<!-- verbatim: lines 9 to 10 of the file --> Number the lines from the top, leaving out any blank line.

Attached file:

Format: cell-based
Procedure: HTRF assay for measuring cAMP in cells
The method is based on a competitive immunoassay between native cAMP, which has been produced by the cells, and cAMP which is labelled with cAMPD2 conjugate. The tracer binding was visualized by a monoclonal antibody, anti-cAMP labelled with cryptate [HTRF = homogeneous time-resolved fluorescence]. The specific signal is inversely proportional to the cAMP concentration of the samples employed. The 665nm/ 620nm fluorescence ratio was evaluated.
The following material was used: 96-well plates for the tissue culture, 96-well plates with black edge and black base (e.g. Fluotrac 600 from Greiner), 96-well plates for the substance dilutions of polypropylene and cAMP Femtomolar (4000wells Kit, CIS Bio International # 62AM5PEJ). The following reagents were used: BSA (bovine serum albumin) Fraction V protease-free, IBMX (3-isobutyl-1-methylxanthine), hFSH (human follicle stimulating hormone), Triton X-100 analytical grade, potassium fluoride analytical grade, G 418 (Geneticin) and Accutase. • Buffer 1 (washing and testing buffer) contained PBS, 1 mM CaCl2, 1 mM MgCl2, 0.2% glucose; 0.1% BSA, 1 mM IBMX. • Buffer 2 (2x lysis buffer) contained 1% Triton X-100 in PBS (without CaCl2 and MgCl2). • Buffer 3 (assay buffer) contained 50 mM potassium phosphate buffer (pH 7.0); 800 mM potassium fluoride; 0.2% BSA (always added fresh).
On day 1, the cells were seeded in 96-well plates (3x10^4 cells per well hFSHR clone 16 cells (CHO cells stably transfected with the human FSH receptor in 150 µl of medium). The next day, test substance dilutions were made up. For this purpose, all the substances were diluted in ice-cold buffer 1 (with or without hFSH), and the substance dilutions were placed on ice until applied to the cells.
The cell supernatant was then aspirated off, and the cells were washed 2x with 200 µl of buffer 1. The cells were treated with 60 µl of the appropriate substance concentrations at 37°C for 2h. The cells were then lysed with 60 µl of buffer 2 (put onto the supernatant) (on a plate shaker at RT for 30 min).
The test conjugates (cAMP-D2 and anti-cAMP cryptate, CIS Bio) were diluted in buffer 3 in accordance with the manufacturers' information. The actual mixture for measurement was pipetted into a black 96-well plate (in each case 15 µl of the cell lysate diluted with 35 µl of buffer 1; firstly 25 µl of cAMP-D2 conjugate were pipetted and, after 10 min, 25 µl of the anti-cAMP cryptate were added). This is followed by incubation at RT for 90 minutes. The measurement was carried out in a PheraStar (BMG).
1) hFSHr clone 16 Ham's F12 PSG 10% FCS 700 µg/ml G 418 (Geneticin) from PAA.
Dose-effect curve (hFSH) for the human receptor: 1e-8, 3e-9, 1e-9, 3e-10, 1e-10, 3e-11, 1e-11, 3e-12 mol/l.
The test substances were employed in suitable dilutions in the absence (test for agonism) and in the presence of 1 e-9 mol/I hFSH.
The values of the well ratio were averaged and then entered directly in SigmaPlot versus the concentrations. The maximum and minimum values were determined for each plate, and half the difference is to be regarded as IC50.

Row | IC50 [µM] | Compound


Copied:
Dose-effect curve (hFSH) for the human receptor: 1e-8, 3e-9, 1e-9, 3e-10, 1e-10, 3e-11, 1e-11, 3e-12 mol/l.
The test substances were employed in suitable dilutions in the absence (test for agonism) and in the presence of 1 e-9 mol/I hFSH.